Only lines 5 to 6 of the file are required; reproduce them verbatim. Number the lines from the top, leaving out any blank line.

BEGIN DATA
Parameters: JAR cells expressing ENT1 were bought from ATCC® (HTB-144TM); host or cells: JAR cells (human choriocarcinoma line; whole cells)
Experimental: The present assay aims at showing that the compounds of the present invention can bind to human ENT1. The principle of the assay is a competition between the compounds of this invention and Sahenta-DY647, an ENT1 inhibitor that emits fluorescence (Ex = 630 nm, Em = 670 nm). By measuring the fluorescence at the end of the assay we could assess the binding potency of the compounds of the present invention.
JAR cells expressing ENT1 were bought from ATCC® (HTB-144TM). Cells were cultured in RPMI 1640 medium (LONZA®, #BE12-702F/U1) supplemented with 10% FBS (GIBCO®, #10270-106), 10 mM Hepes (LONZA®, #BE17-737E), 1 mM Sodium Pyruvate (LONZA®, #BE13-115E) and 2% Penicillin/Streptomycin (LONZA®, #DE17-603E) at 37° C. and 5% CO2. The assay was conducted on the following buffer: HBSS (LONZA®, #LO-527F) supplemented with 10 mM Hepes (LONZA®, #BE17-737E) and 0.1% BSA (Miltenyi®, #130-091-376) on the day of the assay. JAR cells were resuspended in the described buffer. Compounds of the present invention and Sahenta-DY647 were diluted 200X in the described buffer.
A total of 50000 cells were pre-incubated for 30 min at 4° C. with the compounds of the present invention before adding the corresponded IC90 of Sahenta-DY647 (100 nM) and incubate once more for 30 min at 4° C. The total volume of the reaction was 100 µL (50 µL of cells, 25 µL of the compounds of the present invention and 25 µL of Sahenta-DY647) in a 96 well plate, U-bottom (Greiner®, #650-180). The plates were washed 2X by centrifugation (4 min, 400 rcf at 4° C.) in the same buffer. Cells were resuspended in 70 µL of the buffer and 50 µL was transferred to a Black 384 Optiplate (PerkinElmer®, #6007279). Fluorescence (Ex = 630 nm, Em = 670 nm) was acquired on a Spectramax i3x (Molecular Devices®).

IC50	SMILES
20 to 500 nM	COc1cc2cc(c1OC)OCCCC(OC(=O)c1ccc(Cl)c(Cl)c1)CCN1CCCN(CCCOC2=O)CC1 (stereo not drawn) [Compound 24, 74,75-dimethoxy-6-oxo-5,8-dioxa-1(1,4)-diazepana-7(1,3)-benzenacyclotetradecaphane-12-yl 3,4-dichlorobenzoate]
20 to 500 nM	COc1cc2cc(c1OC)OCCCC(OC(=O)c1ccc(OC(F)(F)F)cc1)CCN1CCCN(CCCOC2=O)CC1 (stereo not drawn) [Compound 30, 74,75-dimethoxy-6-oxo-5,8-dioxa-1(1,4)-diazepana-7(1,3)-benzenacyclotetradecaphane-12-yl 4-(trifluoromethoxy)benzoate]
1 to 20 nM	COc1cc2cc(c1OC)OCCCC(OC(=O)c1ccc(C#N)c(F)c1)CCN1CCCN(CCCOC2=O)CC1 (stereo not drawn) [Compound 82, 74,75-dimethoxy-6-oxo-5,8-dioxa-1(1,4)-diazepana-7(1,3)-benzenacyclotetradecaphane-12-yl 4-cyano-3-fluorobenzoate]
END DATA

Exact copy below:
IC50	SMILES
20 to 500 nM	COc1cc2cc(c1OC)OCCCC(OC(=O)c1ccc(Cl)c(Cl)c1)CCN1CCCN(CCCOC2=O)CC1 (stereo not drawn) [Compound 24, 74,75-dimethoxy-6-oxo-5,8-dioxa-1(1,4)-diazepana-7(1,3)-benzenacyclotetradecaphane-12-yl 3,4-dichlorobenzoate]